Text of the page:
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A Mini Stanford

Posted by: Adrienne Carter on March 26

Turns out, Millennium Bank was too good to be true.

At least that’s what the Securities & Exchange Commission is claiming. On March 26, the federal regulator put the kibosh on an alleged $68 million Ponzi scheme at the Caribbean-based bank.

The firm’s gambit sounds a lot like that of alleged fraudster Allen Stanford, who regulators claim ran an $8 billion fraud. Millennium offered high-yielding certificates of deposit with interest rates between 6% and 7.75%—investments that BusinessWeek first questioned back in February. The CDs, claims the SEC, were simply “fictitious.” The SEC alleges that William J. Wise and Kristi M. Hoegel ran the fraud, along with the help Jacqueline S. Hoegel (Kristi’s mom), Brijesh Chopra, and Philippe Angeloni

The complaint alleges that Millennium raised $68 million from investors over the past five years, luring them with promises of safety and security. Millennium also claimed it was wholly-owned by United Trust of Switzerland S.A. a Swiss-registered trust company founded in 1931. The SEC says United Trust isn’t a Swiss bank or securities dealer.

It didn’t take much digging for us to have serious doubts about the bank’s pedigree. The Swiss banking regulators had never heard of United Trust of Switzerland. (Millennium said its parent company didn’t have a website as to “maintain absolute privacy” of its customers.)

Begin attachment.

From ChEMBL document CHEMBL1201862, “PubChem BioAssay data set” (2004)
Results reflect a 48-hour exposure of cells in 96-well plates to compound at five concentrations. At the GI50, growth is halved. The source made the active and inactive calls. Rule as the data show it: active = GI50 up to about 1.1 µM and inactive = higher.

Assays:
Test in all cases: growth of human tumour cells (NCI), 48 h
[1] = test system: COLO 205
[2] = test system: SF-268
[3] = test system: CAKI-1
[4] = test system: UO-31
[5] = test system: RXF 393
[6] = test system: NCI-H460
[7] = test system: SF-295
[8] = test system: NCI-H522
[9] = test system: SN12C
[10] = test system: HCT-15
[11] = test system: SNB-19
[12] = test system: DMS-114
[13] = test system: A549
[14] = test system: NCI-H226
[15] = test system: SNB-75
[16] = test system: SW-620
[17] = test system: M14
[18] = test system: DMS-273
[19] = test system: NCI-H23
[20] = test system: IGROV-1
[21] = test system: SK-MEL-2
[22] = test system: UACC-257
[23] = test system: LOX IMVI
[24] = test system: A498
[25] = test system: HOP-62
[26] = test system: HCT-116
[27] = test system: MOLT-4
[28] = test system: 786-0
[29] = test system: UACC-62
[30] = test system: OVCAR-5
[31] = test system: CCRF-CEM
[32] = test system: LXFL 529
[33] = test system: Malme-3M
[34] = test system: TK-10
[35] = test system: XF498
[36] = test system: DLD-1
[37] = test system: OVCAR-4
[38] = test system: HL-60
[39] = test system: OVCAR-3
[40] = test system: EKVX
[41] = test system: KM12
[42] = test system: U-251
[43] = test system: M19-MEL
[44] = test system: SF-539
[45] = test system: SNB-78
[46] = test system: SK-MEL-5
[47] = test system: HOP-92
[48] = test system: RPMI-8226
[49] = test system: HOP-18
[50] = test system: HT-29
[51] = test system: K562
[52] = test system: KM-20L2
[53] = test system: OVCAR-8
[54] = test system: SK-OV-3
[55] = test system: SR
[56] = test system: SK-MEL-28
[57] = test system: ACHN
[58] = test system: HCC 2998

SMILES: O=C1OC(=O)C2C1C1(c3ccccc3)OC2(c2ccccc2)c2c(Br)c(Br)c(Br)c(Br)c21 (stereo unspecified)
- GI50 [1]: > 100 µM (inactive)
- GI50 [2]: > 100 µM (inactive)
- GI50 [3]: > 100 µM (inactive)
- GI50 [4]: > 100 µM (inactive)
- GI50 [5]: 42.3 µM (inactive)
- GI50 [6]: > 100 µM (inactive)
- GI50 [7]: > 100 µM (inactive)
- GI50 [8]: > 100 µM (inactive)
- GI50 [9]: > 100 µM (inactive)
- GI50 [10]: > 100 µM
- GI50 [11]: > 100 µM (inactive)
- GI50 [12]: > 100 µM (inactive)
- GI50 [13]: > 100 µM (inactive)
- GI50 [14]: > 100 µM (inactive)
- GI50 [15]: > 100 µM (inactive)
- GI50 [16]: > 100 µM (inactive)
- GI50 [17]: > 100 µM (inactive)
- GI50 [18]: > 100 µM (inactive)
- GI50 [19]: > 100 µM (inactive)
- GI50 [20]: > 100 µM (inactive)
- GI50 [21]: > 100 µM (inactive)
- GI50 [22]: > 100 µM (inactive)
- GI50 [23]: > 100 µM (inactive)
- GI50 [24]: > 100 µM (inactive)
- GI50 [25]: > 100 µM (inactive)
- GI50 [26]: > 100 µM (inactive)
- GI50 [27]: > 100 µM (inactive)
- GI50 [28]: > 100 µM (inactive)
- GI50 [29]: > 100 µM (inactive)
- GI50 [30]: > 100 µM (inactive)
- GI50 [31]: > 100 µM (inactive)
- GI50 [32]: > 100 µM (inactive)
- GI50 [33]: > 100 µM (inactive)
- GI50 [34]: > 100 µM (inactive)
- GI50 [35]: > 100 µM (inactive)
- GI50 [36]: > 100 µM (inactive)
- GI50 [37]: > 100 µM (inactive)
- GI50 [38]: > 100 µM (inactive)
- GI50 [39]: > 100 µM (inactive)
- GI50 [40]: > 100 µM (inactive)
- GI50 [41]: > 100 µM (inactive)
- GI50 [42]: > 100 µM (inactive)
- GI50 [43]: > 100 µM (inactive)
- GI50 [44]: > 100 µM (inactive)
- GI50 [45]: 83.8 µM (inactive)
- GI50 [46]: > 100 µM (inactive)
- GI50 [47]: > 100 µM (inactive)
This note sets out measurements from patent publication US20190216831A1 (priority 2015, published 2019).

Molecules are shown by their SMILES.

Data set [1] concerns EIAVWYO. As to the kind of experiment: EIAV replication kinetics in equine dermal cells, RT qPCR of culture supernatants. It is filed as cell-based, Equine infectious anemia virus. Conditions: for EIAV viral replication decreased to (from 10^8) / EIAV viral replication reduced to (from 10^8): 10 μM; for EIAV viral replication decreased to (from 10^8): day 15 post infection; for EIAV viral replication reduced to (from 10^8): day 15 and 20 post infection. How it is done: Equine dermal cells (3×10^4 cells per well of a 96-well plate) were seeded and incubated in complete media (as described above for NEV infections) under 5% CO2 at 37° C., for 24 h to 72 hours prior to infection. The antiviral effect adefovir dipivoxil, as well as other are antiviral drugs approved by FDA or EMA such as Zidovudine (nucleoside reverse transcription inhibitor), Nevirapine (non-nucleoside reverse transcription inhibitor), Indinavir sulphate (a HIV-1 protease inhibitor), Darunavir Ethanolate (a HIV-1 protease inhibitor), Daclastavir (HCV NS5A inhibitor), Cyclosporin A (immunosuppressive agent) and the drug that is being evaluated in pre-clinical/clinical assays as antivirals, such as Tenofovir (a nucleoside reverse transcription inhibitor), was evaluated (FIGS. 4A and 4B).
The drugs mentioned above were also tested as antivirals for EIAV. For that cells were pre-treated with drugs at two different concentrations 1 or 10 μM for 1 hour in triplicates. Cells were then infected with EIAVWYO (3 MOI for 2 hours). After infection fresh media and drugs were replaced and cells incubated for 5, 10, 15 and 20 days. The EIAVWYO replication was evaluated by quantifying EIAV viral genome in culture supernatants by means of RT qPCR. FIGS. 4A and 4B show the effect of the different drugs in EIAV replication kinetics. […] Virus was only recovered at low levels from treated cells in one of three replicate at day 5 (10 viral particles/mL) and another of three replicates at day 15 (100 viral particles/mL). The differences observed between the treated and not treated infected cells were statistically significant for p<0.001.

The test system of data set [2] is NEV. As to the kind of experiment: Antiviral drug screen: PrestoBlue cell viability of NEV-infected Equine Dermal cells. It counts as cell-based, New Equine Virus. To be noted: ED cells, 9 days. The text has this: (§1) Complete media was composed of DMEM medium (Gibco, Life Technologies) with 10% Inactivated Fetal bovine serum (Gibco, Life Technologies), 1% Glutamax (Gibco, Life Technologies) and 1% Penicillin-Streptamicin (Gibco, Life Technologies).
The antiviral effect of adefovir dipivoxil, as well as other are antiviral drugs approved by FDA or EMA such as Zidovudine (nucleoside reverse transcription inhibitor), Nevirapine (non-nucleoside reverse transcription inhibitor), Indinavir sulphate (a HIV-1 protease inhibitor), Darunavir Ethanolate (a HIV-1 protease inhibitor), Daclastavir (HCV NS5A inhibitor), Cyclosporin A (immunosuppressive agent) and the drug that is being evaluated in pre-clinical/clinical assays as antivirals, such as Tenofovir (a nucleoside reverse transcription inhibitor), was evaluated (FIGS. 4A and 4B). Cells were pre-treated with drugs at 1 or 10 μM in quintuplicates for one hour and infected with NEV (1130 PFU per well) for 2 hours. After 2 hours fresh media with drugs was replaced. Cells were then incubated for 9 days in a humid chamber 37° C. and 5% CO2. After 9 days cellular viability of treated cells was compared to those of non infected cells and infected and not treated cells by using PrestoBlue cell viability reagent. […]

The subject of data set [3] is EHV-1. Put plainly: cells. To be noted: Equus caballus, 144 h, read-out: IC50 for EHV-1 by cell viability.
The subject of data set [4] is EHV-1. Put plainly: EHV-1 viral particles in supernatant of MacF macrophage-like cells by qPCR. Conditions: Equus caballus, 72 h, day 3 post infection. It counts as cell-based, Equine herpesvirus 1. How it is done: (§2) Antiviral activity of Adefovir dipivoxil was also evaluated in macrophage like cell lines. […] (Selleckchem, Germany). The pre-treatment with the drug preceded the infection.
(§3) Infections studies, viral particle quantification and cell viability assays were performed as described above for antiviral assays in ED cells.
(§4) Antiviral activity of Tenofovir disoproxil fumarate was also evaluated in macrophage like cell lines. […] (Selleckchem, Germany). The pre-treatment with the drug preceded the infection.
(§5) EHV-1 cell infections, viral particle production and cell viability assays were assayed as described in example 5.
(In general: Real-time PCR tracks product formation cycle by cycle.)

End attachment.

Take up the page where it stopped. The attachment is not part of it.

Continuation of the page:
The regulator’s complaint alleges the defendants “misappropriated” investors’ money to pad their own accounts and pay personal expenses. Millennium, claims the SEC, made only nominal payments to investors.

“The defendants disguised their Ponzi scheme as a legitimate offshore investment and made promises about exuberant returns that were just too good to be true,” said Rose Romero, Director of the SEC’s Fort Worth Regional Office.

Reader Comments

Zoe Graves

April 1, 2009 08:15 PM

I had $300,000. invested in "United Trust of Switzerland". That's my daughter's college tuition. What do I do now?


April 7, 2009 11:23 AM

A law firm has been appointed to be the "Receiver" for this case. You can get information at They have not posted exactly what will happen, but some reports indicate that all money and property are being seized, so investors may get something back, after the law firm takes their cut...

Plan on taking out student loans.

Sarah Summer

April 10, 2009 03:54 PM

Wow "$68 million Ponzi scheme".Its lots of money and that too done in only 5 years time.I appreciate the brains of the owner who must be really very clever to gain so much in so little time.But as usual "all bad things have a bad ending!"

Sarah Summer

Thank you for your interest. This blog is no longer active.



BusinessWeek's Adrienne Carter, Jessica Silver-Greenberg, and David Henry deconstruct the mysteries of high finance, Wall Street, and hedge funds for pros and ordinary investors. E-mail them directly if you've got tips about big deals, a hedge fund, or even securities industry gossip.

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